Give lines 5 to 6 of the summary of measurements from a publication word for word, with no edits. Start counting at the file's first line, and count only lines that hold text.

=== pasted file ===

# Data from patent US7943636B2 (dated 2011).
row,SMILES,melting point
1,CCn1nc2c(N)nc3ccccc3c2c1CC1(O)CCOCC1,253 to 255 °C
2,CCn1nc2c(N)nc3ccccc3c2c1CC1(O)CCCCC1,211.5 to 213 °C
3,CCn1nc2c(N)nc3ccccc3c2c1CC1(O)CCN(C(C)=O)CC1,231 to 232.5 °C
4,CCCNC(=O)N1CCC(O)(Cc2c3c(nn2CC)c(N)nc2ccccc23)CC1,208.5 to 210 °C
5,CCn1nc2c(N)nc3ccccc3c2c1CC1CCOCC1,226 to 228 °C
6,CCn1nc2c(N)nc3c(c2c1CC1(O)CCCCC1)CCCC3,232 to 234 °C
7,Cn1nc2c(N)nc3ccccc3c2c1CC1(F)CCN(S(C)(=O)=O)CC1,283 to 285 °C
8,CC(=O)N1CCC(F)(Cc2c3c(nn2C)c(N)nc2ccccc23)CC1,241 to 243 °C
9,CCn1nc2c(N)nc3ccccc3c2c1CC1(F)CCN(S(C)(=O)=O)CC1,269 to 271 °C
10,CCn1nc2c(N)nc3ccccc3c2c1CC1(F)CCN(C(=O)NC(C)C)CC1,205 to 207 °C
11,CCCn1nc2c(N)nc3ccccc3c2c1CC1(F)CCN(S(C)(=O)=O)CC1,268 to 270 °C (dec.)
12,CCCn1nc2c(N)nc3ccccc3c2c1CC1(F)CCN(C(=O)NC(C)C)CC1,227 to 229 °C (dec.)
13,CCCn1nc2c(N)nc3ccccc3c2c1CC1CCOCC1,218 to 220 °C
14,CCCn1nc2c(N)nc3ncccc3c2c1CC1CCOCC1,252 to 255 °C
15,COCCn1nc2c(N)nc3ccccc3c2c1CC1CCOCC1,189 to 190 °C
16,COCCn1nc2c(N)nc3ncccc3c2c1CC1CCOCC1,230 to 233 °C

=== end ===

3,CCn1nc2c(N)nc3ccccc3c2c1CC1(O)CCN(C(C)=O)CC1,231 to 232.5 °C
4,CCCNC(=O)N1CCC(O)(Cc2c3c(nn2CC)c(N)nc2ccccc23)CC1,208.5 to 210 °C